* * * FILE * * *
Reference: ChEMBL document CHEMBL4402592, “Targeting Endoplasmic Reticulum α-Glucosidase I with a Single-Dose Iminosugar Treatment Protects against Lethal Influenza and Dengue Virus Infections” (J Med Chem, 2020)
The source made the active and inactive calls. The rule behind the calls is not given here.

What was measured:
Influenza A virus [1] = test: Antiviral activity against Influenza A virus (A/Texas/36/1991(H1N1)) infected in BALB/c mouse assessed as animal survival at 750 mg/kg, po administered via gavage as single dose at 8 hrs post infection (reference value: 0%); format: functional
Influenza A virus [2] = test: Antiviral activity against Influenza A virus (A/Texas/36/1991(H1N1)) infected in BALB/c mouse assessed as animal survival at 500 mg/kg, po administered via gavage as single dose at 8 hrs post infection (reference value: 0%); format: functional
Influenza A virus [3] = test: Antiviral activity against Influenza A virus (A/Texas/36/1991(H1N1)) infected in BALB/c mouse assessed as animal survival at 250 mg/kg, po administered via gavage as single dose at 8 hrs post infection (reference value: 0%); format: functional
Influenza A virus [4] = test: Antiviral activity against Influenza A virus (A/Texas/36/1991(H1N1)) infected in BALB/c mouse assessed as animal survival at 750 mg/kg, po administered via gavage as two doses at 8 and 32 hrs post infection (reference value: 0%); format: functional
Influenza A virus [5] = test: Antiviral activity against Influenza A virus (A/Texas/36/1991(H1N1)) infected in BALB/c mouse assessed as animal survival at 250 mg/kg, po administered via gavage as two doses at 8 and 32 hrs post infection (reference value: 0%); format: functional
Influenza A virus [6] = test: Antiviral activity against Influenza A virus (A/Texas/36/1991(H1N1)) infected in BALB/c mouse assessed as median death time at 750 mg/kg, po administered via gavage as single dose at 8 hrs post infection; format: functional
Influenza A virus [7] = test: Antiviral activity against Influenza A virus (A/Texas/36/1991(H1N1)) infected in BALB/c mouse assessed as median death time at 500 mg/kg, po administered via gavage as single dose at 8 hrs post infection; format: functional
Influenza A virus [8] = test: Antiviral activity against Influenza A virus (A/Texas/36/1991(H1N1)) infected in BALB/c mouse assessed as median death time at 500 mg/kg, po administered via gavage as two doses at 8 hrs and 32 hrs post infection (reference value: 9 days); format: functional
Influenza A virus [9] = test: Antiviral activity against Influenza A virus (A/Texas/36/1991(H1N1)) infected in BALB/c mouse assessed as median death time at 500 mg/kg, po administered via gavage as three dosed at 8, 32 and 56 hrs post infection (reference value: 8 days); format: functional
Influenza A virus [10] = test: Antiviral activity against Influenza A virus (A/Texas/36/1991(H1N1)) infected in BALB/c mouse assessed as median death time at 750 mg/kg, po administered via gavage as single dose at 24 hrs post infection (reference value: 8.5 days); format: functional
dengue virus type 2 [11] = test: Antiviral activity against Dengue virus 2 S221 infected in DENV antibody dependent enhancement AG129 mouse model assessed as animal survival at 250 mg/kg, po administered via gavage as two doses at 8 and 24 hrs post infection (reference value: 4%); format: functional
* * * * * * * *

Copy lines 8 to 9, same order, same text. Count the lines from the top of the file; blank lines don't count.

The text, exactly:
Influenza A virus [5] = test: Antiviral activity against Influenza A virus (A/Texas/36/1991(H1N1)) infected in BALB/c mouse assessed as animal survival at 250 mg/kg, po administered via gavage as two doses at 8 and 32 hrs post infection (reference value: 0%); format: functional
Influenza A virus [6] = test: Antiviral activity against Influenza A virus (A/Texas/36/1991(H1N1)) infected in BALB/c mouse assessed as median death time at 750 mg/kg, po administered via gavage as single dose at 8 hrs post infection; format: functional